What is executive coaching?

The International Coaching Federation defines coaching as

“partnering with clients in a thought-provoking and creative process that inspires them to maximize their personal and professional potential. The process of coaching often unlocks previously untapped sources of imagination, productivity and leadership.”

There are many types of coaches from health to executive or nutrition, marketing etc and it can all be quite confusing. This blog will give you some insight into the sorts of coaching I get involved in.

An executive coach works with people within organisations. This can be across any industry or profession and although coaches are often sought for their industry experience, this is not necessarily needed as, depending on the situation, an ‘outside’ view from someone with no preconceived ideas or assumptions can be extremely useful.

What is the difference between executive and business coaching?

This can vary according to individuals and the business involved. The word “business” usually refers to owner run businesses and they generally seek coaching to help them with specific challenges within the business as well as if they have ambitions to grow or want a succession plan. I work with business owners like this in the first instance, moving on to working with their teams or individuals, such as their second in command, directors or any employees that they have identified as talented and potential successors. Generally, such businesses expect that a coach has some business acumen, although it does happen that a business owner wants to look at stress, time management etc which works with more general coaching.

Executive coaching applies to executives working within larger organisations, both public sector, private sector and third and charitable. This can be with managers, directors and CEOs, although when a coach works with more senior people and C-level executives, they are seen as leadership coaches.

Here, topics such as time management, communication, strategic thinking, dealing with conflict, gravitas, developing leadership skills, overwhelm etc come up. When I work with leaders, conversations cover a broad range of subjects (often including family, future aspirations etc) and can be complex (covering relationships with investors, directors, stakeholders etc)

What is the difference between coaching and consulting?

If a coach is trained and follows the guidance and ethics of a coaching body, such as EMCC (European Mentoring and Coaching Council or ICF, they will be able to hold conversations, ask careful questions and listen attentively so that the client can work through thoughts and challenges and find their own answers. As a coach who has worked with many executives, business owners, directors etc, I have gained a large amount of insights into people facing similar challenges and will offer ideas and suggestions according to observation from previous work (and my own career experience), but never to ‘tell’ someone how to do it. One solution rarely fits all, and it’s essential that the individual works out what’s best for them.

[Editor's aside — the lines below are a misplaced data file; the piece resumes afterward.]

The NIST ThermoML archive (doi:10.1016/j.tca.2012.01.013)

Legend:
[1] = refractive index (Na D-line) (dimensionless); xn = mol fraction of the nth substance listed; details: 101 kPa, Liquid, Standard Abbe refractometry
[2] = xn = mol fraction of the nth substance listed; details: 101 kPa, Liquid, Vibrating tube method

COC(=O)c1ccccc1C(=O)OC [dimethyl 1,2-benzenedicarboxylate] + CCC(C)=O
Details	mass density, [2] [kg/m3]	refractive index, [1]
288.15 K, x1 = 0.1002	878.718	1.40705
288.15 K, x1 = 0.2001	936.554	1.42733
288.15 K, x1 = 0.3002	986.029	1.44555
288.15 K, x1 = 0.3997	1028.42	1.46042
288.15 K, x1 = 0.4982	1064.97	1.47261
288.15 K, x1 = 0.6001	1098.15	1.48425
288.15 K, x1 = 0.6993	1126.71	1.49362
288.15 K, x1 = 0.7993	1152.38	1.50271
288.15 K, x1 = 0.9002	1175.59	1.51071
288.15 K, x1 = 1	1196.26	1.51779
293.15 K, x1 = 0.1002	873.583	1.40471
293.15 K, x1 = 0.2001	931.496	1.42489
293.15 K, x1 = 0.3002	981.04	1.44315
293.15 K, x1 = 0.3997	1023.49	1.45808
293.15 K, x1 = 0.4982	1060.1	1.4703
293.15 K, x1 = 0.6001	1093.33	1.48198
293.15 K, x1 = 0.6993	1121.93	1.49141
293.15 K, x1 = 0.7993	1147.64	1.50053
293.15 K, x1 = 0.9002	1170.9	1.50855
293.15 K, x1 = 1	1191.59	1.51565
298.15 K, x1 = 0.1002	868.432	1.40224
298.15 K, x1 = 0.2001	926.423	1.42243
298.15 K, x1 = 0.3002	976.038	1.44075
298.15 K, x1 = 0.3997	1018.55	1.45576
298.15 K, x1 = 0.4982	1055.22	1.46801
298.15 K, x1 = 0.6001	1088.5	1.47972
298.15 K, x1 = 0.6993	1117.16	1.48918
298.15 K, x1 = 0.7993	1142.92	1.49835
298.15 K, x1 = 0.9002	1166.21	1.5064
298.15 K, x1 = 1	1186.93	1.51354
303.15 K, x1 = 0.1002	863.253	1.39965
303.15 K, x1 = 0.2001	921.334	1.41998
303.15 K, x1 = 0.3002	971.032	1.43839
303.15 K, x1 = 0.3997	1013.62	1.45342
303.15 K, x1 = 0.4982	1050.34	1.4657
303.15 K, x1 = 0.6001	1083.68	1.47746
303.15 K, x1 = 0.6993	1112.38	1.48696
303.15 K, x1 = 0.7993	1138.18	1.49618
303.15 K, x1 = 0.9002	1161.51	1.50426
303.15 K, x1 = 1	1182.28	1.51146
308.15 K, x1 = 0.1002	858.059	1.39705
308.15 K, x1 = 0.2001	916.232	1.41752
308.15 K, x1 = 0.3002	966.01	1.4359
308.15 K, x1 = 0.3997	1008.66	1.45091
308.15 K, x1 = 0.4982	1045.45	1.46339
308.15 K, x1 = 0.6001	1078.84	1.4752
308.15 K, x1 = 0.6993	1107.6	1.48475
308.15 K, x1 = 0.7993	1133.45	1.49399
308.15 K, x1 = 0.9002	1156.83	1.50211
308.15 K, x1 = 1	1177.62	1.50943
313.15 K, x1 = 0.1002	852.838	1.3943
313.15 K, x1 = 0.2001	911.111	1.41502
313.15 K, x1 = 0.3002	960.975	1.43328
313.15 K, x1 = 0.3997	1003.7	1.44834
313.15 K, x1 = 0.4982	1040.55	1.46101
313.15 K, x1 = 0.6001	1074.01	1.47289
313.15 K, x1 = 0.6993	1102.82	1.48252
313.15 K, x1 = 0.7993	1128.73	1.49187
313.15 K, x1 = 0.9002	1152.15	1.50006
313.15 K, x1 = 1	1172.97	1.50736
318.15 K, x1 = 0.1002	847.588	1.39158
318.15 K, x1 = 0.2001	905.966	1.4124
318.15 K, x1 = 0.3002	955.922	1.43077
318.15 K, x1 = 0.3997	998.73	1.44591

A consultant will likely be more ‘tell’ and shape plans to address certain problems, projects in the organisation or business. Generally a consultant will be called in to look at a specific subject, such as HR, redundancies, finance, to set up a system etc, whereas a leadership or executive coach works to shine a light on behaviours, people interactions, idea generation, gaining clarity on goal setting, transitions or periods of change (maternity, new leaders, aspiring talent ) offering tools and models that can be used sustainably.

And what is life coaching?

Life coaching can be for individuals seeking to change something in their lives. This can be from wanting to lose weight to finding a new job or develop their confidence. I generally don’t call myself a life coach as often people expect me to work on some topics that are not my area of experience, although a coach can have a coaching conversation on any topic as it is all about helping people identify and achieve their goals and should be led by the person being coached. As an executive and leadership coach, I of course find conversations covering personal life, own hopes and aspirations and relationships outside of work. As all my coaching conversations are absolutely confidential, clients feel comfortable to share and no human being is just the person they turn up as at work. They are also the person at home, with their family or friends and to change something at work, there may be particular scenarios at home that affect it.

As a coach, I believe in the potential and resourcefulness of all individuals and use coaching tools, questions and listening to help people work out what they want and make sense out of complexity. I absolutely love coaching people, whether individuals or teams (and that’s a whole other blog!).

This is a bit of a whistle stop tour of coaching, so if you have any questions whatsoever, do get in touch, I’m always happy to chat about my favourite subject!

Email catrinmac@gmail.com